This article needs to be updated.(May 2017)
|Founded||California, U.S.(March 1, 1976 )|
|D. Keith Grossman
President and CEO
|Products||mechanical circulatory support devices|
Number of employees
Thoratec Corporation is a United States-based company that develops, manufactures, and markets proprietary medical devices used for mechanical circulatory support for the treatment of heart-failure patients worldwide. It is a global leader in mechanical circulatory support devices, particularly in ventricular assist devices (VADs).
For chronic circulatory support for late-stage heart-failure patients, Thoratec's primary product lines are its ventricular assist devices: the HeartMate II Left Ventricular Assist System (HeartMate II), and the Thoratec Paracorporeal Ventricular Assist Device (PVAD). For acute circulatory support, the company's product lines are the CentriMag Acute Circulatory System (CentriMag); and for pediatric patients the PediMag Acute Circulatory System, known as PediVAS outside the U.S.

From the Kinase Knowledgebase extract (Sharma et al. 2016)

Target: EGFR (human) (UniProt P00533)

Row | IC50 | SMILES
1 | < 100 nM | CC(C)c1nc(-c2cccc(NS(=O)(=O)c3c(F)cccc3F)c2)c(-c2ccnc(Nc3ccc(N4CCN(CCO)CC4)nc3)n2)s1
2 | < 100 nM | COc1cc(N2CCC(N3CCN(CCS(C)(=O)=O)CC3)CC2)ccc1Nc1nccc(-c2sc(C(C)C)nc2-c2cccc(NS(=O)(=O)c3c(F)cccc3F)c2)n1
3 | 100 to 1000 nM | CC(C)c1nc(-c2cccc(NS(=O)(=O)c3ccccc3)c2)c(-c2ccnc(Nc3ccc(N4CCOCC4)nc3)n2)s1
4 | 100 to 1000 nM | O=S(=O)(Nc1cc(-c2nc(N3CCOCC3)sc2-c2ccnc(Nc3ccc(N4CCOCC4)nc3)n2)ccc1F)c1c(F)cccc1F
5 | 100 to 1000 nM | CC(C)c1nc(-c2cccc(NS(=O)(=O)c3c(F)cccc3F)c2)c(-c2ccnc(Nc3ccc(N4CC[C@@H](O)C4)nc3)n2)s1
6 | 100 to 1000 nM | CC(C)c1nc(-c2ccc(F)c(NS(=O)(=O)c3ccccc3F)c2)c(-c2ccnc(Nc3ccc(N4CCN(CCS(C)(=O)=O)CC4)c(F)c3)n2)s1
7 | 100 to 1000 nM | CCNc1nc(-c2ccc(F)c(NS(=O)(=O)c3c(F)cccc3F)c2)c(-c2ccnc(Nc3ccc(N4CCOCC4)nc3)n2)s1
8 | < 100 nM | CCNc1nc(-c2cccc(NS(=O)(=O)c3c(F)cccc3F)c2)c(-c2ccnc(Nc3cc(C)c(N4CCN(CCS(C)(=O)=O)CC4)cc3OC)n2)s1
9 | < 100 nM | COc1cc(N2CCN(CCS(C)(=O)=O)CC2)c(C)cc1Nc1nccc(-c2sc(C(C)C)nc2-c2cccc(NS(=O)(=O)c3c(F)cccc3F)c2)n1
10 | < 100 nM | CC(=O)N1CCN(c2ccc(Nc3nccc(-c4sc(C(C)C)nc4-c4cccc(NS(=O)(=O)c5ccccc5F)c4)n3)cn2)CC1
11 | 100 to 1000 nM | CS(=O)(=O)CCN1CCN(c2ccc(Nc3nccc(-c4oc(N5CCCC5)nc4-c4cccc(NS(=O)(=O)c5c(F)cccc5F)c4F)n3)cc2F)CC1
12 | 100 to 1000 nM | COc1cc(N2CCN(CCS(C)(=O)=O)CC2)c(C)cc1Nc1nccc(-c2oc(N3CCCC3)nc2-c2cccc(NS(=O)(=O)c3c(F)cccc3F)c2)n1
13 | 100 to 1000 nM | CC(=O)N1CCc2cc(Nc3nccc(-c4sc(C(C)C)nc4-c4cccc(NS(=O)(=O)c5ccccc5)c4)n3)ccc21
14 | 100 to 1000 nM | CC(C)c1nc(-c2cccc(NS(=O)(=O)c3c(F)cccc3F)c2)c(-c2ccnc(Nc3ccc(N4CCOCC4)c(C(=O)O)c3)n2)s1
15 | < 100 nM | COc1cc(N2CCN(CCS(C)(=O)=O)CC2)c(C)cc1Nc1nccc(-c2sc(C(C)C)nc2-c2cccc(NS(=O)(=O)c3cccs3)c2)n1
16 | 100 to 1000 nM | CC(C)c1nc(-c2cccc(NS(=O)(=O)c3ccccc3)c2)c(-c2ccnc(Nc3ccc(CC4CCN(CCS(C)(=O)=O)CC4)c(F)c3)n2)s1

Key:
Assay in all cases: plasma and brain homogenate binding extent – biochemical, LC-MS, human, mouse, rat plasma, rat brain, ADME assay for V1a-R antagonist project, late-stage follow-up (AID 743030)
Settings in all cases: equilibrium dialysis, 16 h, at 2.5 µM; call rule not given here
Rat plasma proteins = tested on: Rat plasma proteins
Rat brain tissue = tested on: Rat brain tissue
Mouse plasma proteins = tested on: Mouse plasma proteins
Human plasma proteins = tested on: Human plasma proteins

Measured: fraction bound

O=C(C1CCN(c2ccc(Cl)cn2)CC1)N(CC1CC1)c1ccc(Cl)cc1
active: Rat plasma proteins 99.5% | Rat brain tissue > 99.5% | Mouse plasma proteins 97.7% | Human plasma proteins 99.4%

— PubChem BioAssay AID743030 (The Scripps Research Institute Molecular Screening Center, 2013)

Incorporated in 1976, Thoratec is headquartered in Pleasanton, California. In 2015 the company was acquired by St. Jude Medical, a global medical-device company headquartered in Saint Paul, Minnesota. In January 2017, St. Jude was acquired by Abbott Laboratories.
Thoratec was incorporated in California in 1976 as Thoratec Laboratories Corporation. It completed its initial public offering (IPO) of stock in 1981, trading under the ticker "THOR". The company's efforts were focused on developing devices for circulatory support and vascular graft applications. It developed bypass grafts, which are artificial coronary conduits used in heart surgeries; and eventually also ventricular assist devices (VADs), heart-pump devices for people suffering from congestive heart failure. VADs are used in patients too old or ill for a heart transplant, or to keep a patient alive until a heart becomes available for transplantation surgery.